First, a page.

14 February 2010

As they say, "Those who can't do, teach."

     Well, I don't know if I'd go quite that far in describing Hensley Meulens, as he had a fairly successful career in the minors and in foreign leagues (except for Korea), but he certainly never made an impact on Major League pitching. At the moment, Bam Bam is getting a lot of coverage by baseball media, as San Francisco has handed him the task of making hitters out of the Giants' lineup of wind machines. Perhaps he can reach them with his vast language skills and explain to them that their purpose at the plate is to reach base, and not just create a gentle, cooling breeze for the pitcher.

     Anyway, back in 2003, Meulens put his playing days behind him (partially thanks to an injury during the 2002 Mexican League season) and took up the challenge of imparting some of his 16 years of professional experience on a new generation of young players, and was hired by the Bluefield Orioles of the Appalachian League, Baltimore's rookie ball affiliate. Looking at the roster for 2003, most of the players were signed as undrafted free agents, and the rest were universally late round draftees, the lowest being 4th rounder, Tim Gilhooly (for whom 2003 would be his last of two seasons).

     Typically, rookie ball isn't where your promising young phenoms start out, they typically begin their career at A+ or AA, depending on maturity level, so I guess Bluefield was as good a place as any to start out a rookie hitting coach. Looking at the lackluster roster, almost all of whom would be out of organized baseball within two years (none reaching the Majors), Meulens first year coaching had to have been one of endless frustration with the team batting an anemic .238 and finishing a single game out of last place. However, he probably learned a lot that season. In any case, he is seen here, early in the 2003 season, just happy to be here, on his first baseball card as a coach.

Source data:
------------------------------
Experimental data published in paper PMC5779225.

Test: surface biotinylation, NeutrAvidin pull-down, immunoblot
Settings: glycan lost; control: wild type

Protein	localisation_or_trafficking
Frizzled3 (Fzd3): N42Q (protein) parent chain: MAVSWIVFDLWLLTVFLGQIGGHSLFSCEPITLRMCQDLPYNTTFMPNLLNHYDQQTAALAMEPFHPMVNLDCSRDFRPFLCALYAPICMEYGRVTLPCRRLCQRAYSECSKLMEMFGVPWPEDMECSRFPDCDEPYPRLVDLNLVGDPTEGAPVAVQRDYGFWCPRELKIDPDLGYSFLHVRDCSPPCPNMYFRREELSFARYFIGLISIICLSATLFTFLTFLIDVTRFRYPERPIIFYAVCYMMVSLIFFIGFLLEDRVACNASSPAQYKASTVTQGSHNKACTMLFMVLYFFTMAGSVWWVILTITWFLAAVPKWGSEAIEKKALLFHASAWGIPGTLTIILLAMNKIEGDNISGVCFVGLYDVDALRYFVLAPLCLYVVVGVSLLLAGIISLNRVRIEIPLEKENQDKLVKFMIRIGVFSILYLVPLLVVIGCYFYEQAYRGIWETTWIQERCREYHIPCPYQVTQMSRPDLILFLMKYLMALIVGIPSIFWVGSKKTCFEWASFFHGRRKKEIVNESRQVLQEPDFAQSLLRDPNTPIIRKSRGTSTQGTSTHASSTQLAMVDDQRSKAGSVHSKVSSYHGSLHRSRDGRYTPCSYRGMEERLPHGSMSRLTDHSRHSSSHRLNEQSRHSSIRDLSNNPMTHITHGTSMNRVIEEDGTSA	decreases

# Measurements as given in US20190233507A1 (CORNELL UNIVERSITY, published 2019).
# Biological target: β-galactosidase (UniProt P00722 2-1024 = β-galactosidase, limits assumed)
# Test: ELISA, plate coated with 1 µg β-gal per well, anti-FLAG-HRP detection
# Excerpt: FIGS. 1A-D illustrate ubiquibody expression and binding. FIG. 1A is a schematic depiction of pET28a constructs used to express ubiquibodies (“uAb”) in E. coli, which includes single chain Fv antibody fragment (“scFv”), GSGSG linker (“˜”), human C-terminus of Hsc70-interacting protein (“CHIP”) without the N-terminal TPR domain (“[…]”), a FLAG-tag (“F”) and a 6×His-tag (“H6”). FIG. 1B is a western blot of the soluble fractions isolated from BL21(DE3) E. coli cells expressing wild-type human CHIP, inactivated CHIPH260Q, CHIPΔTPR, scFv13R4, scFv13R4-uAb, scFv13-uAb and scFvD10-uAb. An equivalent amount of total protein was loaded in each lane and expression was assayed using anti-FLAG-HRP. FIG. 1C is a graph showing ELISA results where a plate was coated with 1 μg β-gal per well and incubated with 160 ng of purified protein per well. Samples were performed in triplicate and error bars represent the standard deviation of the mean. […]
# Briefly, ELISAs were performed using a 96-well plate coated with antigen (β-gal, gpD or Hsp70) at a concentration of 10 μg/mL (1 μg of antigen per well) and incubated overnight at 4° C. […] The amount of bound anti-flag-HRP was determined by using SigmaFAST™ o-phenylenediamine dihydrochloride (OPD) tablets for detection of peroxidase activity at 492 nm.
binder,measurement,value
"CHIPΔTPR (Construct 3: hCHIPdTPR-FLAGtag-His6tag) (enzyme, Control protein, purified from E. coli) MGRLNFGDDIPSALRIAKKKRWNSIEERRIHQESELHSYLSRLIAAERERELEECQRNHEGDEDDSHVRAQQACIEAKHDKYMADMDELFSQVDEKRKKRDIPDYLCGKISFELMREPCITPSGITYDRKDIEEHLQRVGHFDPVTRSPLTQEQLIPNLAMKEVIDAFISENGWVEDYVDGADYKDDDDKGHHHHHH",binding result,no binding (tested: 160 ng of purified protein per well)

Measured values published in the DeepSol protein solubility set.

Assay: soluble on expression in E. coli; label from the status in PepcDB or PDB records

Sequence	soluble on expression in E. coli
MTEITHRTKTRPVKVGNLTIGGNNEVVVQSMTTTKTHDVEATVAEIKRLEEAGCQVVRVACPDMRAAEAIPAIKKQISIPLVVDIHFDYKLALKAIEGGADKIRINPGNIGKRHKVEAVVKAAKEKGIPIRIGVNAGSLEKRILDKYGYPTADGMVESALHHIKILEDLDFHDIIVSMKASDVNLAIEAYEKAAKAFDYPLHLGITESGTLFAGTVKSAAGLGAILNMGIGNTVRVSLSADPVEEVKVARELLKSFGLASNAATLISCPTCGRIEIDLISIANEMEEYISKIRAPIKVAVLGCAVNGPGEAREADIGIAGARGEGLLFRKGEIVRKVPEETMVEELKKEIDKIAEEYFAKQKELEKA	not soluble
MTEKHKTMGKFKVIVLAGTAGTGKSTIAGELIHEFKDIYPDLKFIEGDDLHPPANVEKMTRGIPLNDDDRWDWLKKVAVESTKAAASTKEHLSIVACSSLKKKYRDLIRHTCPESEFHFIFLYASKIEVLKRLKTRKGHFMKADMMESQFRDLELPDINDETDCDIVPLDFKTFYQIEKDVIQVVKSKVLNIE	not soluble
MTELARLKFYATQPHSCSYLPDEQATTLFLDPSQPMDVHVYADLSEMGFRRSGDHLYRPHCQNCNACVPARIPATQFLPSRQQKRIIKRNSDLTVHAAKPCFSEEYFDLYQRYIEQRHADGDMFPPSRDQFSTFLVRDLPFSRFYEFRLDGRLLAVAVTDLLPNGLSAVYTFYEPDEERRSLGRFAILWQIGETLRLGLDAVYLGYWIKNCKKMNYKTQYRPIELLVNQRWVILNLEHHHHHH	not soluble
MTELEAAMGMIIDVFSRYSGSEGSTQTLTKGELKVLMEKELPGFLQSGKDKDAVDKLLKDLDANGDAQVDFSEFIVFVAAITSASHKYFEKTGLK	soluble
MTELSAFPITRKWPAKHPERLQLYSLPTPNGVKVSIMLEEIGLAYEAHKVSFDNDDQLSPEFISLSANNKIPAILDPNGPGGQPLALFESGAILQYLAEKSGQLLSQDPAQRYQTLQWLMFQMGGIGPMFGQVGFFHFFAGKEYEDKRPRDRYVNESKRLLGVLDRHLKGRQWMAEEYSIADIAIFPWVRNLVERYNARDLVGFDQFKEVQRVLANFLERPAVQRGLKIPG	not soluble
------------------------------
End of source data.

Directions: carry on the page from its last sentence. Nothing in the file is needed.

The set was produced by Grandstand Cards, who started producing sets for minor league teams in 1997. I don't think they're around anymore, as I can't find any information on the company, but they were issuing sets up to at least 2006. At the time, they were the only company aside from Best, producing minor league team sets on a wide scale. In 1998, Multi-Ad would enter the market (as Best was leaving), and Choice Marketing would join them in 1999.


  1. Grandstand was still around as of last year. They did sets for West Tenn and State College among others. Last year's design looked kind of like the 1959 Topps set.

    Check out www.stbsports.com to see the cards.

    When I collected minor league cards, I always thought that Grandstand did the best job. Multi-Ad had a lot of ugly designs and Choice always seemed to have blurry pictures.

  2. I stand corrected! Since none of STB, Lake County or Gulf Coast list the card producers, and Beckett long since gave up including products they don't get free "promotional" samples from, I wasn't sure. Multi-Ad and Choice both have websites, but I couldn't find anything for Grandstand.

  3. I know on STB's website if you click on the "more details" link for a particular team set, it will sometimes mention who produced the card set. That's how I figured out Grandstand was still around (since I'm not collecting minor league cards anymore).